• Second, observers have no choice but to see the causative relations between poverty, powerlessness, and such social ills as unemployment and a lack of access to media, which would inevitably grow worse in a commercialized, bottom-line orientation to everything on the Internet.

• Third, as literally thousands of other commentators have noted, the impetus to innovate and create would suffer enormously in an environment that made access and development largely dependent on the ability to lay out cash for the right to prioritize efforts.

• Fourth, encouraging monopolistic predominance will ultimately destroy the most substantial engine—some would say the only bright spot outside of prisons and the military—for economic progress that has been apparent over the past twenty-five years or more.

• Fifth, not only will increasing inequality unavoidably attach to the skewed rights and access of ‘paid prioritization’ and the like, but also such patterns will guarantee the enlarging of the pool of the poor and benighted.

Once again, such analysis could easily continue. Once more as well, even this short contextualization provides plenty of basis for insisting that ‘Net Neutrality’ expand instead of end.

Considering just a portion of the political reasoning in favor of greater democratic web-governance rather than less, an observer might list various component points.

• First, citizens ought to take account of the fashion in which monopoly and privatization inherently censor grassroots, unfunded, or underfunded efforts to reach out to others, a censorship-in-fact that guarantees that political conversation is outside the capacity of most individuals and many community networks.

• Second, a consequence of ‘Fast Lanes’ and such will be that, even more so than is already the case, only ‘establishment’ narratives and reportage will reach the surface of the web that almost all its users skim for data and news.

• Third, not only will the resources of information and knowledge be vastly more difficult to obtain, but also the capacity to generate funds for local initiatives and collective efforts to improve community welfare will fall catastrophically.

• Fourth, the ability of ‘whistleblowers’ and ‘watchdogs’ to catch and publicize government and corporate corruption and malfeasance will practically disappear.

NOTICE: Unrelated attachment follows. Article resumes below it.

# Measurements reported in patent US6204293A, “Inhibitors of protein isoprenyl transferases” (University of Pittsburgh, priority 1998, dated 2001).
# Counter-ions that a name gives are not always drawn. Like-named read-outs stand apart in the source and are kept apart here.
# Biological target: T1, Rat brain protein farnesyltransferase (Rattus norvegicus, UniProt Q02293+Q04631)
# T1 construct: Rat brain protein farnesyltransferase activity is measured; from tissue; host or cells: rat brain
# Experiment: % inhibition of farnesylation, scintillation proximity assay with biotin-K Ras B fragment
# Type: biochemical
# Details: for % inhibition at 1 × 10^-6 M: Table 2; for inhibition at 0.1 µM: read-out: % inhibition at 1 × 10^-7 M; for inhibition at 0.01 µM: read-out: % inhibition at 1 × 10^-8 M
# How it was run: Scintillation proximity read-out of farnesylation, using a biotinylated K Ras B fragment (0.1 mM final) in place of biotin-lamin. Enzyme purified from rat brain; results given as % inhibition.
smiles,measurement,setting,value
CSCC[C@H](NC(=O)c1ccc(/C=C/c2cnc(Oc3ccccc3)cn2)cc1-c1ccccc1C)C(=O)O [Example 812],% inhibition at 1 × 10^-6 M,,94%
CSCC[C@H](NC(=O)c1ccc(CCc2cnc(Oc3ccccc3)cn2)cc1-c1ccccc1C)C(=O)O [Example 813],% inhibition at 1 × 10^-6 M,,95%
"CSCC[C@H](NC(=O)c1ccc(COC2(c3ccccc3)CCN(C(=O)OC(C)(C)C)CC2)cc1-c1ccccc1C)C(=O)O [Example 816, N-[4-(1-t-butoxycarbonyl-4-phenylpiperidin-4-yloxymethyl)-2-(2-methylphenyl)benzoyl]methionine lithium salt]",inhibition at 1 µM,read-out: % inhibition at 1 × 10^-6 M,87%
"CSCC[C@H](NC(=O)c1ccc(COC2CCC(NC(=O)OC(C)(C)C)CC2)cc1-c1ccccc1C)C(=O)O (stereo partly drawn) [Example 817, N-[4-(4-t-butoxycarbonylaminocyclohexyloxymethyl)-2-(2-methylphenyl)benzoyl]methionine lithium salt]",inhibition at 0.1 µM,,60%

• Fifth, in the vein of Madison’s reasoning, those who want to participate cannot help but notice that a slower, less robust, more attenuated access to data and analysis and networking will crush citizen and local initiative to heal and expand democratic governance and the hope of equity that, despite all evidence to the contrary, remain dear to the hearts of many Americans.

As before, citizen analysts could continue, but these simple notions not only give plenty of ammunition for eliminating every attack on Net Neutrality but also offer compelling ideas in favor of making such a policy both stronger and more certain.

Unfortunately for those who might find this reasoning compelling, the political ‘facts on the ground’ remain daunting. Oligopolistic financial and industrial interests dominate both the leadership and the grounds for discussion at the FCC and throughout the halls of government. What really is at stake here is whether citizens of the United States, in the words of James Madison, “intend to be their own governors.”

If they truly want and plan to have such a democratic future, then they will have to start doing a lot more than commenting in forums where the deck is already heavily stacked against them. They are going to have to take steps to return the public’s dominion to what has always begun as, and in all but the theory of monopolist enterprise, must forever stay part of the public domain—whether comprised of print media outlets, broadcasting networks, cable franchises, or Internet governance regulations.